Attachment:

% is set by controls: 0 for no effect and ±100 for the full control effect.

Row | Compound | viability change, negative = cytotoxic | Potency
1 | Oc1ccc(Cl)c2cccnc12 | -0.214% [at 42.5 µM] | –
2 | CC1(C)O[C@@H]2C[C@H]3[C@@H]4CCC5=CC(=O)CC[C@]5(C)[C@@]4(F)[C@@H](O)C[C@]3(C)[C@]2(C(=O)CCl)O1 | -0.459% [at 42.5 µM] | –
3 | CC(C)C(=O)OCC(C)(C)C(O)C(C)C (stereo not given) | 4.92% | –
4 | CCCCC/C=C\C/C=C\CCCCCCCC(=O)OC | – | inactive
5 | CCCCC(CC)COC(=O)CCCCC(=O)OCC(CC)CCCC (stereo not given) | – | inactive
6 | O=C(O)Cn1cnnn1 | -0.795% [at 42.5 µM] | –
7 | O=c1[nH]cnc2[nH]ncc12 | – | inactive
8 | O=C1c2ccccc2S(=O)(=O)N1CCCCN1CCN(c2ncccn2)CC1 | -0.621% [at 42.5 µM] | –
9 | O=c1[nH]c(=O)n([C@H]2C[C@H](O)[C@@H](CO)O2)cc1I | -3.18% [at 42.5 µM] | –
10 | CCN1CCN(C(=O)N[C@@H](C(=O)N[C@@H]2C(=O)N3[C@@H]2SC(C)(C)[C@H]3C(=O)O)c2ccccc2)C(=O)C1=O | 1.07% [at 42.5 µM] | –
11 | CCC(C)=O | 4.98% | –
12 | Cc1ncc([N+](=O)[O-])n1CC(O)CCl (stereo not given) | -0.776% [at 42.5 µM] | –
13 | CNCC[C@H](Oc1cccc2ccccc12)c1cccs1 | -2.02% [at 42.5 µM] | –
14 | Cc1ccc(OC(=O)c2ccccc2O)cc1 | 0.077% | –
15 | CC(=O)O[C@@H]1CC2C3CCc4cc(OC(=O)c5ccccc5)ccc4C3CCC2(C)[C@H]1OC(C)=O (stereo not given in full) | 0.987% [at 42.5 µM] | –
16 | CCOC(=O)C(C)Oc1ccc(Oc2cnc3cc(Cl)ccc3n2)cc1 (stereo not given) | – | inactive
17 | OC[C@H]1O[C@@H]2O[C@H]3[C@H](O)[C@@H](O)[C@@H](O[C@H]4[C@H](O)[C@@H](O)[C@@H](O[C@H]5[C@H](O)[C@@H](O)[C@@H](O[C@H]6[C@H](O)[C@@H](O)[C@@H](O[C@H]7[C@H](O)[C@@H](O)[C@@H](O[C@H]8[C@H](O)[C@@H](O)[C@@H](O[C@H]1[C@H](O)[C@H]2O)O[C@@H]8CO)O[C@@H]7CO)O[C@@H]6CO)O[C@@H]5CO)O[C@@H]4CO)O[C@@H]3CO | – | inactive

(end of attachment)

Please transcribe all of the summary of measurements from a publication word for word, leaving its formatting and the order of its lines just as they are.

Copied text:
% is set by controls: 0 for no effect and ±100 for the full control effect.

Row | Compound | viability change, negative = cytotoxic | Potency
1 | Oc1ccc(Cl)c2cccnc12 | -0.214% [at 42.5 µM] | –
2 | CC1(C)O[C@@H]2C[C@H]3[C@@H]4CCC5=CC(=O)CC[C@]5(C)[C@@]4(F)[C@@H](O)C[C@]3(C)[C@]2(C(=O)CCl)O1 | -0.459% [at 42.5 µM] | –
3 | CC(C)C(=O)OCC(C)(C)C(O)C(C)C (stereo not given) | 4.92% | –
4 | CCCCC/C=C\C/C=C\CCCCCCCC(=O)OC | – | inactive
5 | CCCCC(CC)COC(=O)CCCCC(=O)OCC(CC)CCCC (stereo not given) | – | inactive
6 | O=C(O)Cn1cnnn1 | -0.795% [at 42.5 µM] | –
7 | O=c1[nH]cnc2[nH]ncc12 | – | inactive
8 | O=C1c2ccccc2S(=O)(=O)N1CCCCN1CCN(c2ncccn2)CC1 | -0.621% [at 42.5 µM] | –
9 | O=c1[nH]c(=O)n([C@H]2C[C@H](O)[C@@H](CO)O2)cc1I | -3.18% [at 42.5 µM] | –
10 | CCN1CCN(C(=O)N[C@@H](C(=O)N[C@@H]2C(=O)N3[C@@H]2SC(C)(C)[C@H]3C(=O)O)c2ccccc2)C(=O)C1=O | 1.07% [at 42.5 µM] | –
11 | CCC(C)=O | 4.98% | –
12 | Cc1ncc([N+](=O)[O-])n1CC(O)CCl (stereo not given) | -0.776% [at 42.5 µM] | –
13 | CNCC[C@H](Oc1cccc2ccccc12)c1cccs1 | -2.02% [at 42.5 µM] | –
14 | Cc1ccc(OC(=O)c2ccccc2O)cc1 | 0.077% | –
15 | CC(=O)O[C@@H]1CC2C3CCc4cc(OC(=O)c5ccccc5)ccc4C3CCC2(C)[C@H]1OC(C)=O (stereo not given in full) | 0.987% [at 42.5 µM] | –
16 | CCOC(=O)C(C)Oc1ccc(Oc2cnc3cc(Cl)ccc3n2)cc1 (stereo not given) | – | inactive
17 | OC[C@H]1O[C@@H]2O[C@H]3[C@H](O)[C@@H](O)[C@@H](O[C@H]4[C@H](O)[C@@H](O)[C@@H](O[C@H]5[C@H](O)[C@@H](O)[C@@H](O[C@H]6[C@H](O)[C@@H](O)[C@@H](O[C@H]7[C@H](O)[C@@H](O)[C@@H](O[C@H]8[C@H](O)[C@@H](O)[C@@H](O[C@H]1[C@H](O)[C@H]2O)O[C@@H]8CO)O[C@@H]7CO)O[C@@H]6CO)O[C@@H]5CO)O[C@@H]4CO)O[C@@H]3CO | – | inactive